A Pakistani friend in whose objectivity I’ve faith made an insightful comment on the Army’s influence in that country: “They’ve never lost a war against people and democracy at home.”
The twin-assault Nawaz Sharif is facing from Imran Khan and Tahri-ul-Qadri is perceived to be scripted by a section of the military establishment discomfited by his proclivity to break free of Rawalpindi’s influence. Their worries are enhanced by his rise to power for the third time despite dangerous face-offs with four successive Army chiefs: Asif Nawaz Janjua, Abdul Waheed Kaker, Jehangir Karamat and Pervez Musharraf.
But this time, the army’s support of the Imran-Qadri duo isn’t aimed at staging a coup. Its purpose is to rein in Sharif in an unseemly, yet familiar tussle for equity in decision-making.
The PM has differed with the security establishment on how to deal with India and tackle the Pakistan Tehreek-e-Taliban. He raised the ISI’s heckles by supporting a media group that accused the much-feared agency of a murderous attack on TV anchor Hamid Mir.
The resultant proxy offensive against Sharif hasn’t succeeded for two reasons: The mainline parties’ unity to barricade the political space from the army and Imran’s senior party colleague Javed Hashmi’s rebellion exposing him as a stooge of the Khakis.
“A hijacked PTI has come here. We’ve been made hostage,” claimed Hashmi, a credible political face whom Musharraf kept in jail while Sharif, his then leader, spent time in exile. He quoted Imran as having told him that “we cannot move forward without the army; that the ‘badge-bearers’ wanted PTI protestors to march together with Qadri’s Pakistan Awami Tehreek (PAT) on the PM house.”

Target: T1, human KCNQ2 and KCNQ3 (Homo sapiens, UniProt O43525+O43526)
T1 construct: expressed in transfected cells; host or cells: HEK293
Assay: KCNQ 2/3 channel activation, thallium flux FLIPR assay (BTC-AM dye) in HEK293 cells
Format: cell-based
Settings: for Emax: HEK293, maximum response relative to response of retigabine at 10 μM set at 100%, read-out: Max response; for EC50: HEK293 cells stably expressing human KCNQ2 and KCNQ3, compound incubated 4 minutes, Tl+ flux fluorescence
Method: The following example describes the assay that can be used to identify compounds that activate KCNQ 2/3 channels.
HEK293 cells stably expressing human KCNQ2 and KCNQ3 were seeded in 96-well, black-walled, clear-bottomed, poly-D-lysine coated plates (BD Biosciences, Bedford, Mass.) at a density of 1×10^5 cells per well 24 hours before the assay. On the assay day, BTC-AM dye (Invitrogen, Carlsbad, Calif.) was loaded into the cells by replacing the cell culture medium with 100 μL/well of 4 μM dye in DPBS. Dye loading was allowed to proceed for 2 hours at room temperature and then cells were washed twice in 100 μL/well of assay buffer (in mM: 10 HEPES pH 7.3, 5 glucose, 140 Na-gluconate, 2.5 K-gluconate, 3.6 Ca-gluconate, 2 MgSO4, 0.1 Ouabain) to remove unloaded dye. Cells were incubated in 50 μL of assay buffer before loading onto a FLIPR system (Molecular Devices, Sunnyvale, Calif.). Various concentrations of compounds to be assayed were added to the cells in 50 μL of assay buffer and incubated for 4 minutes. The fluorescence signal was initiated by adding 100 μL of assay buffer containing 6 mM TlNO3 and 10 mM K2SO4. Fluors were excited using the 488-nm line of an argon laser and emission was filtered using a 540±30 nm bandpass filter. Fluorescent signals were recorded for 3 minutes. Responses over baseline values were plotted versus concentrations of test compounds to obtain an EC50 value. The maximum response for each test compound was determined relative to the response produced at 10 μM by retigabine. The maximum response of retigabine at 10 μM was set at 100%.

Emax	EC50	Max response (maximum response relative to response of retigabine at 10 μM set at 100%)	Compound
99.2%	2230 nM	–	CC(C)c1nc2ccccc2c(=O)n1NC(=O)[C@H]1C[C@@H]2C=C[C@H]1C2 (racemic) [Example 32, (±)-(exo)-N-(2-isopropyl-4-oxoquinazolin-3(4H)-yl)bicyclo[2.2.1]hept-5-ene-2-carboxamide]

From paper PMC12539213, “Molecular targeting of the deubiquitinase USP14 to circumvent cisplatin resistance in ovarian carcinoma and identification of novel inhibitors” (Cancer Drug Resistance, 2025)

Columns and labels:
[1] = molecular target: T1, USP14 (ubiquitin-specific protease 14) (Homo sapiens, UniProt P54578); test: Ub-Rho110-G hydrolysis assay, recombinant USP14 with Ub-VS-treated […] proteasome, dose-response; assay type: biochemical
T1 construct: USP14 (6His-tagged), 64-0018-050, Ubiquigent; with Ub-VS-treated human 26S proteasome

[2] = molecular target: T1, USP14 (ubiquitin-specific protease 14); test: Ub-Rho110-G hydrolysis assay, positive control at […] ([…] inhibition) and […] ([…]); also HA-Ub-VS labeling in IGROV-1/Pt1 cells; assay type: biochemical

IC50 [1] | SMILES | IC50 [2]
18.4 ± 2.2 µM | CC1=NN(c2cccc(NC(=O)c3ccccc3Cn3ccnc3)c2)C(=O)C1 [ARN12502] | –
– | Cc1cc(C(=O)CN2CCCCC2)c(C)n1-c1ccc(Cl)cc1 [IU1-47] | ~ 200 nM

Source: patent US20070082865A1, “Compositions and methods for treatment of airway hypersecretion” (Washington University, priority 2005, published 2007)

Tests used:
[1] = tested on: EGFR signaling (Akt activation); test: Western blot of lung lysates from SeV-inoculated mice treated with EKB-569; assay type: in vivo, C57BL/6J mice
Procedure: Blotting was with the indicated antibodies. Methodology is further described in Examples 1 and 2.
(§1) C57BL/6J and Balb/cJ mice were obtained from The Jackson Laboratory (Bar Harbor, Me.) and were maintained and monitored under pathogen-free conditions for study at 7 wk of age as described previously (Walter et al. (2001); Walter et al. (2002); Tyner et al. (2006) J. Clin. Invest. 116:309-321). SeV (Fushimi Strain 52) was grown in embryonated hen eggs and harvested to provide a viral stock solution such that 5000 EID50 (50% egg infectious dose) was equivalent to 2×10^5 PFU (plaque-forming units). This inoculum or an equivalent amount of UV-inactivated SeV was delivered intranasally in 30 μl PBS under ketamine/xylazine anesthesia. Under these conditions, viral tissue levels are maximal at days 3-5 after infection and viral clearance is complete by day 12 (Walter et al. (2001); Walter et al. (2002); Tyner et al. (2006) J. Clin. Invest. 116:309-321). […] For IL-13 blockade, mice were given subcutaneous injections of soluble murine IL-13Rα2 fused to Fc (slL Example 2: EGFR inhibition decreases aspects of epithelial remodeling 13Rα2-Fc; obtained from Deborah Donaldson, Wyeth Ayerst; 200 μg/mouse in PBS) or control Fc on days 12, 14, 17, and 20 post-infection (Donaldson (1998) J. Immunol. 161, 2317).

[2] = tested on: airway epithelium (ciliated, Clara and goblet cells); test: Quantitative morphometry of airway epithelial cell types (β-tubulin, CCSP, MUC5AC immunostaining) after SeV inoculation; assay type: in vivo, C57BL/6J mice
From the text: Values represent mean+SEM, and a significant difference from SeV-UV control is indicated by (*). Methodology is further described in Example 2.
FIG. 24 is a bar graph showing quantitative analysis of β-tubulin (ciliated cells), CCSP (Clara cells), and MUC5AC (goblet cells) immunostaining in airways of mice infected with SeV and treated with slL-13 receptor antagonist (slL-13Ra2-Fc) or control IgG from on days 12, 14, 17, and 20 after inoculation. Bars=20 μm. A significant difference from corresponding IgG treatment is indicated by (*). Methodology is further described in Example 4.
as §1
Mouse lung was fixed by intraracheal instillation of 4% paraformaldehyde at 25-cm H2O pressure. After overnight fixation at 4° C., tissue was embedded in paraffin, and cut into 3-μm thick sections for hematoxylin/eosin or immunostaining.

Hashmi couldn’t have dealt a deadlier blow to the PTI chairman who’s seeking Sharif’s exit and fresh elections on the plea that the polls that brought him to power were rigged. If the renegade PTI leader is to be believed, even Supreme Court chief justice Nasir-ul-Mulk was part of the oust-Sharif campaign.
His charges draw strength from Imran and Qadri’s deferential treatment of the army in their otherwise no-holds-barred speeches and exhortations to their supporters to obey troops called out to guard vital installations in Islamabad. An immediate fall-out from Hashmi’s outburst was the army’s self-description as an “apolitical” institution in “unequivocal support of democracy.” Justice Mulk too clarified that he met Imran only once as acting Chief Election Commissioner.
Another shot in the arm for Sharif was Parliament’s support at a joint session to discuss the imbroglio. Not just his allies, but even the Pakistan People’s Party (PPP) — while lamming the government’s treatment of the Opposition, failure to curb corruption and the police firing on Qadri’s supporters in Lahore — rejected the demand for Sharif’s ouster.
“A victory for lashkars that landed in Islamabad will be the darkest day,” said PPP veteran Aitzaz Ahsan. He asked the PM to stand his ground and not resign the way he did in 1993 while in confrontation with the then President Ghulam Ishaq Khan.
Imran’s political isolation seemed complete in the assembly. There were voices supportive of his allegations but none backed his demand for Sharif’s resignation.
The maximalist approach the former cricketer refuses to abandon could cost him more. Having styled himself after our own Arvind Kejriwal, his denouement could well be the same. Anarchy has its limitations in our part of the globe.
Only a constitutional solution to the impasse could salvage his image. Petitions against the siege of Islamabad before the apex court could provide that opening. If push comes to shove, Sharif would rather opt for flash polls than Qadri’s recipe of deferred elections under a consensus interim regime.
The army for its part may not want that. A de novo mandate would lend Sharif a gravitas Rawalpindi might have problems handling.